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Ethnic restaurants offer samples to students at fifth-annual event

| Friday, November 18, 2016

The International Student and Scholar Affairs (ISSA) sponsored their fifth-annual International Taste of South Bend on Wednesday. Held at the Stepan Center, this event featured free food samples from sixteen participating ethnic restaurants in the South Bend area with cuisines varying from Cajun and Jamaican to sushi, homemade cheeses, Chinese and Mediterranean. Between bites of food, attendees, ranging in age from toddlers to adults, enjoyed student entertainment from five acts, including Irish dancers and the a cappella group The Echoes.

While the event was on hiatus last year, this year’s International Taste marks a milestone year for the event. With around 400 attendees in 2014, the location was changed from LaFortune Student Center to Stepan Center to accommodate the increased demand.

“My goal with the venue change was to do a lot more advertising,” program coordinator Heather Christensen said. “The first group we wanted to target was the Notre Dame community: faculty, staff, and students.”

In between student acts, foreign music blared from speakers and the International Ambassadors Entertainment Committee, clad in gold shirts, greeted guests and making sure everything ran smoothly. The center was decorated with balloons that some of the youngest guests took home.

Upon entering, attendees were presented with a laminated map of the world and were asked to mark their native country with a dry-erase marker. This year, the event was such a success that nearly all the food was gone by 7:15 p.m., with some of the last guests receiving homemade cheeses, cured meats and bread from Oh Mamma’s on the Avenue.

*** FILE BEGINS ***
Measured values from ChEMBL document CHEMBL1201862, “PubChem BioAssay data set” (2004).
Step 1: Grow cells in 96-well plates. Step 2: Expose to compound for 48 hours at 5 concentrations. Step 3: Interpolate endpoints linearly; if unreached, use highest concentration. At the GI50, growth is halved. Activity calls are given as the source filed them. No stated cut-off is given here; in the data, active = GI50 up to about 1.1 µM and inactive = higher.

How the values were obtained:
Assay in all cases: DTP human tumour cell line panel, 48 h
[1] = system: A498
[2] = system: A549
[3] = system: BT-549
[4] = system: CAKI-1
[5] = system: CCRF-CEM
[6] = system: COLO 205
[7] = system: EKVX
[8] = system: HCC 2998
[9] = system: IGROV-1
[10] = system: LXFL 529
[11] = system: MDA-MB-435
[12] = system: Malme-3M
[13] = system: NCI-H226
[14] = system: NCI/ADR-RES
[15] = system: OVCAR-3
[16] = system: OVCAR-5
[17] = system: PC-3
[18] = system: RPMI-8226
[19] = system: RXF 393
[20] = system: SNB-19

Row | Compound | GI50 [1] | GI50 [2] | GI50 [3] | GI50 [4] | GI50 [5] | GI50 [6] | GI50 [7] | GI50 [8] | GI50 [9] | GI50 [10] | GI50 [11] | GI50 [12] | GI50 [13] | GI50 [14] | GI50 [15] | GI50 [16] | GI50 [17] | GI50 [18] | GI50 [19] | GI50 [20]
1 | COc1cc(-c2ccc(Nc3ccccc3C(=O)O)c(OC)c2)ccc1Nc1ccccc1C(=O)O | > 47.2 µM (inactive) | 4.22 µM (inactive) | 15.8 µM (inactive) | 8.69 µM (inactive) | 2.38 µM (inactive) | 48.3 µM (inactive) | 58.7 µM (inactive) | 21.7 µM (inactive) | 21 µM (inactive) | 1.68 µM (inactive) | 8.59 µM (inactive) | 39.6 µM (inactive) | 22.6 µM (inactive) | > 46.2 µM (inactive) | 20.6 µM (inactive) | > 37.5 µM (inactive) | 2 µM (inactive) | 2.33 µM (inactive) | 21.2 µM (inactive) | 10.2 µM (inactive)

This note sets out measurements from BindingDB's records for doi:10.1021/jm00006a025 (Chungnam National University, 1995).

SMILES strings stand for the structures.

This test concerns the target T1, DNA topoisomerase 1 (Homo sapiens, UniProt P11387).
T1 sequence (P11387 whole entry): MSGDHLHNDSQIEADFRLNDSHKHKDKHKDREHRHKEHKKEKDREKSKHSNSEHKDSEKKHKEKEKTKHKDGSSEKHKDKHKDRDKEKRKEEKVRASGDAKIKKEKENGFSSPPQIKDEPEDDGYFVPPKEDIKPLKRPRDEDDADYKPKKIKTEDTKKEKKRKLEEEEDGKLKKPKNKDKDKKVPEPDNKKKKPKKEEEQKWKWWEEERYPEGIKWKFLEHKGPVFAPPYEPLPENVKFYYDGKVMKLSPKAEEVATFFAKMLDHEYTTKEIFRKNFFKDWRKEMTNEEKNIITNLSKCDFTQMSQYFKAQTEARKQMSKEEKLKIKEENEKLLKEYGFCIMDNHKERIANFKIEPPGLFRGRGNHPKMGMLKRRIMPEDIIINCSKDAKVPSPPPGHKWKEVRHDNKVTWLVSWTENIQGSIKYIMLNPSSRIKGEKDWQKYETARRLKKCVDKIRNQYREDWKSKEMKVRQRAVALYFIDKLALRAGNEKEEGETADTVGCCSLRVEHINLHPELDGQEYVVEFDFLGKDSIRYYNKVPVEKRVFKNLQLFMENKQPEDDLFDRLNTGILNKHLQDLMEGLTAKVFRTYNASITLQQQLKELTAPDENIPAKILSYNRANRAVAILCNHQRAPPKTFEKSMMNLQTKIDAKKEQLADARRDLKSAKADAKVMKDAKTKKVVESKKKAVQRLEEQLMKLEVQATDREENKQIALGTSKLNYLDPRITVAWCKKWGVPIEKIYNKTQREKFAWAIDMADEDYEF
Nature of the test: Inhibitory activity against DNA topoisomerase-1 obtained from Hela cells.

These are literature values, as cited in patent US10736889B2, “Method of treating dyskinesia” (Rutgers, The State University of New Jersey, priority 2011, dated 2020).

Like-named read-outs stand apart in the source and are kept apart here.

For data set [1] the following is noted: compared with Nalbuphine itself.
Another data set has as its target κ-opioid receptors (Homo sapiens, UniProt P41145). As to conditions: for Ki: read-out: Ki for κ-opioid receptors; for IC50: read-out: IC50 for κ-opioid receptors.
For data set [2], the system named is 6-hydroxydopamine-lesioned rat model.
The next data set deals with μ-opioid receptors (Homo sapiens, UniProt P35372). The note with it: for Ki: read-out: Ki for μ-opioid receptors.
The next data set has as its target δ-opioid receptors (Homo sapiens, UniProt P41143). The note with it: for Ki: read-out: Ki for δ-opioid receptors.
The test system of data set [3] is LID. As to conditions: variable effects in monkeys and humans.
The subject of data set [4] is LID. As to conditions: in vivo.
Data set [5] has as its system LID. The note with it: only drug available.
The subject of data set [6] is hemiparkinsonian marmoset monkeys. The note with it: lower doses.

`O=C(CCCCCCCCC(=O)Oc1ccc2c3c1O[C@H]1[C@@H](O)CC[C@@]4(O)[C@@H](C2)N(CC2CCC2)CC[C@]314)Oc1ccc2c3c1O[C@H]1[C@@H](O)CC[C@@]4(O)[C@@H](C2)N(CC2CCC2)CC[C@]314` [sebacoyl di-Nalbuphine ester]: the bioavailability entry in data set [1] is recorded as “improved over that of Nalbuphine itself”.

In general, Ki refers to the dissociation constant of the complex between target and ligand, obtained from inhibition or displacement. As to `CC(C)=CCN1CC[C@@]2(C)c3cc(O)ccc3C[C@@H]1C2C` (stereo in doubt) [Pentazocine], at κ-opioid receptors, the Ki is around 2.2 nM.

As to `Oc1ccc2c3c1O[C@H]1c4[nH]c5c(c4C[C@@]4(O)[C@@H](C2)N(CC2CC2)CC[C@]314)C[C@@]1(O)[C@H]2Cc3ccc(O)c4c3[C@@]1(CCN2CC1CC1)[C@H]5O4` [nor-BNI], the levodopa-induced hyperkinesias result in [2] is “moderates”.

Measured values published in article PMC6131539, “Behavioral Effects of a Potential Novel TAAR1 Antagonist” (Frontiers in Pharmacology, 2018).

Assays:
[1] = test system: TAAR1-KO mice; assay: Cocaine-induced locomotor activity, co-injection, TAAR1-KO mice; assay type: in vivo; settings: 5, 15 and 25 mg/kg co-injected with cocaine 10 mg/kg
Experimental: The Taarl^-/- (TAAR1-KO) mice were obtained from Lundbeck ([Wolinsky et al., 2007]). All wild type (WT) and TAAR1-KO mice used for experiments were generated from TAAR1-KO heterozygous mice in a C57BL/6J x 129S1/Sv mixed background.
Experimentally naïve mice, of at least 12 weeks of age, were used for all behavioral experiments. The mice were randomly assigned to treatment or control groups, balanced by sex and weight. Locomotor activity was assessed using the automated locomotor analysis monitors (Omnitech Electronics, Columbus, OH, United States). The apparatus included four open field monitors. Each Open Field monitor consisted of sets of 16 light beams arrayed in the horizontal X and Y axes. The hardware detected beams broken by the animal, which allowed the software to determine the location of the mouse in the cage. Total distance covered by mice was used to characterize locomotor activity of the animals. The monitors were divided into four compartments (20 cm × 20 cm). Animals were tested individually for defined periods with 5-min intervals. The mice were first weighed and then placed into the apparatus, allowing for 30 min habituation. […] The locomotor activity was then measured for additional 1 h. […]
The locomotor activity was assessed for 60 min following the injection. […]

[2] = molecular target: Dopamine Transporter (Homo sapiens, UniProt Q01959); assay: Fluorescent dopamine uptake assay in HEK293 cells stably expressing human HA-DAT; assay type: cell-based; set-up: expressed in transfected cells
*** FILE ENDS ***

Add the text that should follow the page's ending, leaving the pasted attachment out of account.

The aim of the event was not simply to provide college students with free food, Christensen said. It was also meant to provide exposure for up and coming restaurants, such as South Bend’s Arabesk Palace — opened in late September — to members of the South Bend community.

“We really tried to give as much exposure as we could for the variety of restaurants in town,” Christensen said. “There are some restaurants that may not be able to do a lot of advertising, so we wanted exposure for the community as well. I’ve been assisting on events for five years, and I find that local community members check the calendar on their phones if we put events on Notre Dame’s calendar.”

Christensen also expressed a desire to expand students’ knowledge of the South Bend area with this event and to get them “out of the Notre Dame bubble.”

Reggio’s, an Italian restaurant in Mishawaka, had a table at the event, for example. Christensen acknowledged that driving out there would be a bit of a hassle for the typical Notre Dame student, but she said she felt the exposure the restaurant gets to the community, as well as the opportunity to show students more options for dining, is worthwhile.

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